The more games you play, the more does it take to impress you, and you often find yourself wondering whether there is anything new under the sun left to discover. But the greater is the pleasure when you actually do find an impressive game that rises above the general mediocrity. This happened to me last weekend when I got to play Clans for the first time.
Clans had been on my radar for a while. Interestingly enough, I first learnt about it through a negative comment by Alex Harkey regarding its game-defining concepts. The idea of playing all colors at the same time but secretly supporting only one intrigued me and I had already, unknowingly of this gem, used a similar mechanism in my own game Iconoclasm. But Clans is not easy to find nowadays so when I saw it at a game event, I immediately proposed a play and convinced two other players to join me.
The box was opened and the more we saw and heard, the more eager we got. The game board with its different territories is colorful and spatious. The colored huts you play with are sturdy and pleasing to the eye. Preparing the game is quick - simply assign each region one of each hut and then randomly place one hut in each area.
The rules are even simpler. Move all huts in any area to any adjacent non-empty area. Once a group of huts cannot move any further (i.e. all adjacent areas are empty), a village is formed and each participating color scores equal to the number of all huts in the village. This rule alone would be enough for an interesting game with several strategic and tactical options. Bringing your color to big villages and opponent colors to small villages will benefit you. Bringing more than one opponent color to "your" village will also benefit you, as it is colors and not huts that score. The redundant hut will thus increase the score for all colors in the village while missing the opportunity to score elsewhere. But there was more to come.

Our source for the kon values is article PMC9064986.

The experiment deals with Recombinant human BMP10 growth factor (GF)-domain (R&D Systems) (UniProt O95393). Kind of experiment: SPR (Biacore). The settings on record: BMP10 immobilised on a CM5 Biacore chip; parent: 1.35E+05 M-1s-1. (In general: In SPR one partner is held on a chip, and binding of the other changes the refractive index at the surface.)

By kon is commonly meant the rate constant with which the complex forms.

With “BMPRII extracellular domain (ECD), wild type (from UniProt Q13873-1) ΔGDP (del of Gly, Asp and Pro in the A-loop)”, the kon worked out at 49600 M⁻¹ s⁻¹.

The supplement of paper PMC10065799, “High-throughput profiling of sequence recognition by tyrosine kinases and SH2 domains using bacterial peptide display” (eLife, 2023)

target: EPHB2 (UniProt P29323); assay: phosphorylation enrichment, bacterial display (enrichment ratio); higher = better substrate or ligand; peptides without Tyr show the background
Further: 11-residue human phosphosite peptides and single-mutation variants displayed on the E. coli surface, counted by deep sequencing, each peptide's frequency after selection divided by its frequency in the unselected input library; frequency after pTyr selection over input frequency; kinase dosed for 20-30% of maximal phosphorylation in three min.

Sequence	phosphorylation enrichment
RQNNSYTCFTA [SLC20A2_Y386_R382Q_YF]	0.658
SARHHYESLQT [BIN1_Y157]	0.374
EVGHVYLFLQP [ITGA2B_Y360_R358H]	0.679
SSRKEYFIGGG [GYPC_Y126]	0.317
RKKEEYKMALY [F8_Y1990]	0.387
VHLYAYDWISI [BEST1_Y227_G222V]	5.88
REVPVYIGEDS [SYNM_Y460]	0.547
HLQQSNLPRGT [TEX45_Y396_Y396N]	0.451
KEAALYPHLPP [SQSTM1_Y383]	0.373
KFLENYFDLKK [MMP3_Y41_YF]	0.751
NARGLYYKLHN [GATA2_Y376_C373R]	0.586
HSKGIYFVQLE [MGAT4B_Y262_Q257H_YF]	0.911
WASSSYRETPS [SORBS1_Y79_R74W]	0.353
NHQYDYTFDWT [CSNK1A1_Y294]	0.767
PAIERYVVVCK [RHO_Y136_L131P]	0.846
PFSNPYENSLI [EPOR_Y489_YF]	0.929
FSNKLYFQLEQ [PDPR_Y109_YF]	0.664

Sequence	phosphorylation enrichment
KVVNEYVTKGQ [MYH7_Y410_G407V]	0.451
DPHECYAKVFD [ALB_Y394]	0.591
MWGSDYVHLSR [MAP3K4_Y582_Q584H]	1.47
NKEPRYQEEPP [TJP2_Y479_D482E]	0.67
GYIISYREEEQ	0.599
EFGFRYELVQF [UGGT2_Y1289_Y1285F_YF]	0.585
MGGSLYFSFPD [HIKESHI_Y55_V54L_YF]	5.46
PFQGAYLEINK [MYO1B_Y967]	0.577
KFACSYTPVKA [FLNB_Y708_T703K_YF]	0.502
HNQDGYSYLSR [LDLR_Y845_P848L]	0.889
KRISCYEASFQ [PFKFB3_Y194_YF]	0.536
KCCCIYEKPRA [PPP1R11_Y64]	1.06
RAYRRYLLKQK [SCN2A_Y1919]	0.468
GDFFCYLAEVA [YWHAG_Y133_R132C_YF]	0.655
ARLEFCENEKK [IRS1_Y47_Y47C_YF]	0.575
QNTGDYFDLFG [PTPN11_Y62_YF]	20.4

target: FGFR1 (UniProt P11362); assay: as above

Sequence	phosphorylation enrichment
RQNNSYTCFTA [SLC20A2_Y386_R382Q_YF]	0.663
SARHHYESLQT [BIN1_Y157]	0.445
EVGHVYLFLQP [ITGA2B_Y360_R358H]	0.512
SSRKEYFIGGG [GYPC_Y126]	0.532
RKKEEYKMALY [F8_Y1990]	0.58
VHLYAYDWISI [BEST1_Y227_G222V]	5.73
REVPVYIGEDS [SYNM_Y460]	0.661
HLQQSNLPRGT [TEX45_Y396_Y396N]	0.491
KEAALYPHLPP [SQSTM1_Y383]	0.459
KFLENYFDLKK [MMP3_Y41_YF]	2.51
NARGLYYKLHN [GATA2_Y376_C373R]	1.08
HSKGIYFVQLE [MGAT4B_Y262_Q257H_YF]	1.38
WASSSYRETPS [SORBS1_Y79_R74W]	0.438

While bringing many huts to a village increases the overall score, bringing all colors to a score achieves the opposite. With all colors present in a village, a strife erupts that eliminates all single huts in the village. This gives a very interesting take that mechanism where you can deny opponent colors points. But which are the opponent colors?
As I have touched upon already, the colors are secret. You do not know which colors the other players have, nor do they know which you have. As the huts are moved around, you must deduce which colors the others play to identify which colors to block and which colors to let go. (You do not have to have the highest score to win, only a score higher than any other player's score.) This keeps all players engaged in the movements and reduces the perceived downtime significantly.
So far we loved the game but the wizard Colovini had even more up his sleeve. There is a terrain dimension and a time dimension as well. An epoch track in the game not only serves as an end game timer (the game ends after the 12th village) but also gives terrain and time bonuses. Depending on the epoch, some terrains score extra while other terrains do not score at all. Furthermore, the later a village is formed, the higher does it score. This is also something you must take into account when planning and playing Clans. So few and simple rules, so much brilliant gameplay!